Race, Ethnicity And Preventive Services: No Gains For Hispanics
March 12, 2001
Providing preventive care services is a key aim of primary care. Preventive care screening and immunizations can promote early diagnosis and treatment of disease and prevent serious illness.
Two Census Bureau household surveys, one conducted in 1996-1997 and the other in 1998-1999, show trends in the use of preventive care services among racial and ethnic groups.
- In 1998-1999, approximately 80 percent of white and African Americans reported seeing a physician in the last year, compared to only 68 percent of Hispanics.
- Although Hispanics' annual physician visits had increased by 4 percentage points from the previous year, they still lagged far behind whites and blacks.
- Hispanics also received less counseling from their doctors to quite smoking and were less likely to have received a mammogram in the last two years than either white or African Americans.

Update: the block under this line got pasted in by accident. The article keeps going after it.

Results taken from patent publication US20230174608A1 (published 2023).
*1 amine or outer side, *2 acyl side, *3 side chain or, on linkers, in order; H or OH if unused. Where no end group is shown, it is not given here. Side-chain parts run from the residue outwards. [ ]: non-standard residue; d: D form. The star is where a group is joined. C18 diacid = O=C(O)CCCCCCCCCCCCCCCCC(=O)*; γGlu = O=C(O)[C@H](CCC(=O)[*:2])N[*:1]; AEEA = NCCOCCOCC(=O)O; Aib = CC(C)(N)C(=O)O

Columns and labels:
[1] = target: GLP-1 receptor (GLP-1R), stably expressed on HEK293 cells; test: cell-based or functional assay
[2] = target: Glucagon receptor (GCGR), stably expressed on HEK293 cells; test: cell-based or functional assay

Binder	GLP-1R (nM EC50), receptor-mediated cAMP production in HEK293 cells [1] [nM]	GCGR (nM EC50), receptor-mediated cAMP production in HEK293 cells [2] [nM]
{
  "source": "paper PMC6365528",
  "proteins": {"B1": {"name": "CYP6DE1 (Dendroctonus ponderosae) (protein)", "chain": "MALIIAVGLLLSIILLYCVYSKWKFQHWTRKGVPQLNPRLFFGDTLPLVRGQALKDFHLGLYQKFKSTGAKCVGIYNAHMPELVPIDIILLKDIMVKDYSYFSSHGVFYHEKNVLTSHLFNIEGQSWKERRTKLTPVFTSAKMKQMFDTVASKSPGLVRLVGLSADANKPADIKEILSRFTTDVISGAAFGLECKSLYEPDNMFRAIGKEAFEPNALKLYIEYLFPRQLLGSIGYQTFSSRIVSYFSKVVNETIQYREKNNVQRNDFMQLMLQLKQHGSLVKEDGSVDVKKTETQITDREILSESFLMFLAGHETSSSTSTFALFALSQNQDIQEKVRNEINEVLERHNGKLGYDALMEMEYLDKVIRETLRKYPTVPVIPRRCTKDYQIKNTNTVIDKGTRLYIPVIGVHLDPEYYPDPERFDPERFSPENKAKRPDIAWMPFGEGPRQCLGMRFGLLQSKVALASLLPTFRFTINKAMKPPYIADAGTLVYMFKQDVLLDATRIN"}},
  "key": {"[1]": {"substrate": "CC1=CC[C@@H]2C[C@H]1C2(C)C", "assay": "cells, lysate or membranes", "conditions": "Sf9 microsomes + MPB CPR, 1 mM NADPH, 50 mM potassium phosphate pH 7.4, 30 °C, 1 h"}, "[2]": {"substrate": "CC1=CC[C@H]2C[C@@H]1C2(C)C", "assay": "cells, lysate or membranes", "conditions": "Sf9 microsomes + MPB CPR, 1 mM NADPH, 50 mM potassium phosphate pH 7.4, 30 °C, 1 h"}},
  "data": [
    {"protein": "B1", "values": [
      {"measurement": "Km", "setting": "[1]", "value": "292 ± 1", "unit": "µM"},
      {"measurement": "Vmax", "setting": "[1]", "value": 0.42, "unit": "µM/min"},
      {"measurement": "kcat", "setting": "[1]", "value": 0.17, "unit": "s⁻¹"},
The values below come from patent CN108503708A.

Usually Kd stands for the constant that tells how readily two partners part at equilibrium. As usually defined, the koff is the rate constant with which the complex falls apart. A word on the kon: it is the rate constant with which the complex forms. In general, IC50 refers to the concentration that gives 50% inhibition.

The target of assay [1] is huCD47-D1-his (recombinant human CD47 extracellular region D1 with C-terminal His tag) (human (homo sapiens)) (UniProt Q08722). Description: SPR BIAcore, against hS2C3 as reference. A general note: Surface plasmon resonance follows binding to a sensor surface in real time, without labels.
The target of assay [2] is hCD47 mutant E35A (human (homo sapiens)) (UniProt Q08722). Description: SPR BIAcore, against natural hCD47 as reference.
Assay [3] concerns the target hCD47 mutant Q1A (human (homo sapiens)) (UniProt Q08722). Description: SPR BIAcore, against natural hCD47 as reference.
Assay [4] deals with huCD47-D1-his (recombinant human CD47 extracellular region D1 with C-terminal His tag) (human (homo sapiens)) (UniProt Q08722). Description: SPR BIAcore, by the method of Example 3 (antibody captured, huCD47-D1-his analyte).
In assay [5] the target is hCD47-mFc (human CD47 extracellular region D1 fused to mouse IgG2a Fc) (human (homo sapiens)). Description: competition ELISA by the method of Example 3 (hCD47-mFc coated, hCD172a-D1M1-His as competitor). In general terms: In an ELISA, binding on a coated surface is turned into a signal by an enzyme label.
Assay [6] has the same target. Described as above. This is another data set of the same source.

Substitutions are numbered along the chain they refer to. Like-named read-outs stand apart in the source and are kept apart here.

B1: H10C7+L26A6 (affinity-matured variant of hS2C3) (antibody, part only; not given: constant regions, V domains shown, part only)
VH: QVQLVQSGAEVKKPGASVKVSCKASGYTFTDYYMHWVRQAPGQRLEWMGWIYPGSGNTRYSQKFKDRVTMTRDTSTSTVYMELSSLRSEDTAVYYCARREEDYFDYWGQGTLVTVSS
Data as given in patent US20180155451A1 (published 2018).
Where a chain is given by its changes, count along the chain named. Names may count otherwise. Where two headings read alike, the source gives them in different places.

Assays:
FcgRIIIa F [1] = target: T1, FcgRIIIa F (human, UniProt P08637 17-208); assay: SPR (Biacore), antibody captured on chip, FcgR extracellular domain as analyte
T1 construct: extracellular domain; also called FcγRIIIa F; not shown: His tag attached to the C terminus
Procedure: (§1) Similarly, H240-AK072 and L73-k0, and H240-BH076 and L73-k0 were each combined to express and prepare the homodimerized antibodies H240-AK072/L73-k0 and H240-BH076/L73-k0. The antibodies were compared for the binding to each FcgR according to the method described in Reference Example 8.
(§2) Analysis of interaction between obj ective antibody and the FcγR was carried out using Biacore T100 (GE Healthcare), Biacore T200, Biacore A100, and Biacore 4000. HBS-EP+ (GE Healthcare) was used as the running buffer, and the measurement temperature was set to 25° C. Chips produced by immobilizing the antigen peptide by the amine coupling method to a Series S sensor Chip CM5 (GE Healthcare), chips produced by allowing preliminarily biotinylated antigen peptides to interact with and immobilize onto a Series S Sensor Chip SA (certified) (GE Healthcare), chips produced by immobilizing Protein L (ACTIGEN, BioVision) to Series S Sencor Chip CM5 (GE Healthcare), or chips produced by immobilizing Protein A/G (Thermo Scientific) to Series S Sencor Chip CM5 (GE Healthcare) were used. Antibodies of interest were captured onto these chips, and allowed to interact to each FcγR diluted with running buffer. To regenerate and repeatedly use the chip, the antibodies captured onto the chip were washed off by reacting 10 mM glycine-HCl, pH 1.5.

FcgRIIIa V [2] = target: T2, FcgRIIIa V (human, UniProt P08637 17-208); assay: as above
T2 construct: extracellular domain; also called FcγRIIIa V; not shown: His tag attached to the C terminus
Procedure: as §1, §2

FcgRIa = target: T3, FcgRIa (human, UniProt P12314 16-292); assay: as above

According to the author, "[t]he striking finding from the two Household Surveys is the disparity in preventive care for Hispanics....The low use of preventive services by Hispanics may be the result of various factors, including lack of health insurance, language barriers and or other culture issues."
Source: J. Lee Hargraves, "Race, Ethnicity And Preventive Services: No Gains For Hispanics," Issue Brief No 34, January 2001, Center for Studying Health System Change.
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